• Victorian London was well known for its fog, which was often extremely thick. Because it had a slight green colour to it, the fog was often known as a pea-souper. Apparently, people regularly walked into the River Thames because they couldn’t see where they were going.
  • The Great Exhibition took place in 1851 to showcase science and technology. Among the exhibits were the world’s largest diamond, an early fax machine and a machine that counted votes.
  • Geese were popular for Christmas dinner with Victorian London families. They were taken to the market with tar on their feet to protect them when they walked.

Victorian London

  • Victorian London was often featured in the novels of Charles Dickens, such as Oliver Twist. London’s prisons, such as Newgate Prison and Fleet Prison, were described, as was the Victorian Fog (see above).
  • The Great Stink took place in the summer of 1858. Raw sewage pumped into the River Thames dried in the hot weather and created a horrible and lingering smell in the capital city. This prompted the construction of the London sewerage system in the late 19th century.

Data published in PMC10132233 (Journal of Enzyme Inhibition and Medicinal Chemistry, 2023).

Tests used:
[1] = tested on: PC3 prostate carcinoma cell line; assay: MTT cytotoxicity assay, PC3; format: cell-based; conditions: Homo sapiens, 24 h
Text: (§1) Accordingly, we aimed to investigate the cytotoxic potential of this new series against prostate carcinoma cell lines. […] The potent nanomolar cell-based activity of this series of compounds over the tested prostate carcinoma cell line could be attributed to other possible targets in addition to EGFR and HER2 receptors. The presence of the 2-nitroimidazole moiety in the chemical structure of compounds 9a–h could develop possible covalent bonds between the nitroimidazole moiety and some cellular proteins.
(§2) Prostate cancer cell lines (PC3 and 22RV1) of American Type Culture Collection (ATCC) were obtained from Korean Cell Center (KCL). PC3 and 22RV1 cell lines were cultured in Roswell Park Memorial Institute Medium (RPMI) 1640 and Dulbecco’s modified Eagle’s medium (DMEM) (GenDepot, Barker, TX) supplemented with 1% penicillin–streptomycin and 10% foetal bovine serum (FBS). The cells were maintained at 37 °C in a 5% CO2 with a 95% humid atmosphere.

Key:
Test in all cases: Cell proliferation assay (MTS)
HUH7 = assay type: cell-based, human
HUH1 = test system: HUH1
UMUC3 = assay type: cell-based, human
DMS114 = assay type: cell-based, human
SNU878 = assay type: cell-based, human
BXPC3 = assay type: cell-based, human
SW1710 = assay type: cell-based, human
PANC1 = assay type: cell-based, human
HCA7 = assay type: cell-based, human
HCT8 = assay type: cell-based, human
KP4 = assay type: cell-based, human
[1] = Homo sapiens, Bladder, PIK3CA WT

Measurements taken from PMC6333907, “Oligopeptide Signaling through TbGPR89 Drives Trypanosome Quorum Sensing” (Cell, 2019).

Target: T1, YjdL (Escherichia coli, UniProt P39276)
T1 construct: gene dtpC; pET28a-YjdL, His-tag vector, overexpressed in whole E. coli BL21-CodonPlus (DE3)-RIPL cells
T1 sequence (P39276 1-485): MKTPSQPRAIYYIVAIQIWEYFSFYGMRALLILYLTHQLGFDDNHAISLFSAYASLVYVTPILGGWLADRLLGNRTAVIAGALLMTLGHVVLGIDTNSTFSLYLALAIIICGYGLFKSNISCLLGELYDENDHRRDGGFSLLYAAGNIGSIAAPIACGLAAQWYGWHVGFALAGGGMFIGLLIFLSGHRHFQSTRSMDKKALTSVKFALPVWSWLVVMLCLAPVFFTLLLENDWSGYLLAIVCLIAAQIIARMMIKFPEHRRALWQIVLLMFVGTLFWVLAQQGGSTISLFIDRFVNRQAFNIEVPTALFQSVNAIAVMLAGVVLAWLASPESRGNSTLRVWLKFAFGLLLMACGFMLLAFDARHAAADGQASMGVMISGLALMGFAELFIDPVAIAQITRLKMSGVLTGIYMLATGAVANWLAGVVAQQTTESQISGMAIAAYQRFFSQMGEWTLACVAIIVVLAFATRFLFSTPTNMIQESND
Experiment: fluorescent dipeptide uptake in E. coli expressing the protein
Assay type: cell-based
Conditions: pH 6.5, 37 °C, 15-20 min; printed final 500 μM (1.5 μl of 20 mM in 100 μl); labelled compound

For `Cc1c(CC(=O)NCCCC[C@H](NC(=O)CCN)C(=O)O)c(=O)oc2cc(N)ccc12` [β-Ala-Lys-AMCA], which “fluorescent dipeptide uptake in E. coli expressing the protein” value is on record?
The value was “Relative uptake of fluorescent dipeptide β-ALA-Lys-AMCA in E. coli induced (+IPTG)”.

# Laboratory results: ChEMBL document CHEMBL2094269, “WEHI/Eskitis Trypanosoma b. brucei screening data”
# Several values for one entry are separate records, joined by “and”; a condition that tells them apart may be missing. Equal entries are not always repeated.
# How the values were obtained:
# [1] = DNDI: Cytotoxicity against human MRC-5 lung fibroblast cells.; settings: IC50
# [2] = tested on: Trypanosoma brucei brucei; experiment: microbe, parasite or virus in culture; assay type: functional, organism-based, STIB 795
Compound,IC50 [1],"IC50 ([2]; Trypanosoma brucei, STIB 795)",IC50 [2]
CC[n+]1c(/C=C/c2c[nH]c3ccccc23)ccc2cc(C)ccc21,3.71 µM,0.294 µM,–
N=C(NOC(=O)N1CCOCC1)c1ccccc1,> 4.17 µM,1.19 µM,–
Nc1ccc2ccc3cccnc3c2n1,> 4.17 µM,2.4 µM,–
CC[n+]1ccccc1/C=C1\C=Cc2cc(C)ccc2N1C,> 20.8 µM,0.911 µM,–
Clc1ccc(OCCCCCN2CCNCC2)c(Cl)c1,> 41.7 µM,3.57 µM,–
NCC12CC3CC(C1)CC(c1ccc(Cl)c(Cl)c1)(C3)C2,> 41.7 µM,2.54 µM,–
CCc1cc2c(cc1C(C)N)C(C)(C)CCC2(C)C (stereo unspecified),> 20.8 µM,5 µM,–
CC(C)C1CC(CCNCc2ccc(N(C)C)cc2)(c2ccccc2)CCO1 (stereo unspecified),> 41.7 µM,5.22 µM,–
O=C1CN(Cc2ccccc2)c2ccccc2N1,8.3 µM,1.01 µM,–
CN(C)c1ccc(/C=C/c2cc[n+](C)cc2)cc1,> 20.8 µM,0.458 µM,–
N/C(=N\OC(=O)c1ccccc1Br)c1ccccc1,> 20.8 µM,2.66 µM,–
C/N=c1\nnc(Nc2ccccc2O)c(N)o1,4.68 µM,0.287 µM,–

What next? Discover more facts about London, learn about Charles Dickens, or visit our Victorians resources page.

Victorian Factories and the Machines of Industry: Facts and Information

From the mid-18th century industrial machines were being developed, changing the way in which goods were manufactured. Factories, built to house the machinery, dominated Britain’s urban areas and were the workplace of many. Here are some facts about the factories of Victorian Britain.

  • Factory towns, such as Manchester, Leeds, Liverpool, Birmingham, Middlesbrough and Bradford (to name just a few), were dirty and overcrowded. Smoke from the chimneys of the factories used to coat the walls of the houses and make the streets grimy. The industrial areas around Wolverhampton became so covered in grime that it became known as the Black Country.
  • However, the industrial machinery and the development of the factory did bring wealth to the country. During the the reign of Queen Victoria, Britain’s exports went up dramatically and many businessmen made a lot of money.
  • One of the most valuable exports was cotton cloth. This was mainly manufactured in Lancashire and in parts of Scotland. It is estimated that the cotton industry alone provided jobs for more than 1 million people in the 1850s.
  • Some of the Victorian factories were incredibly large and employed more than 500 people.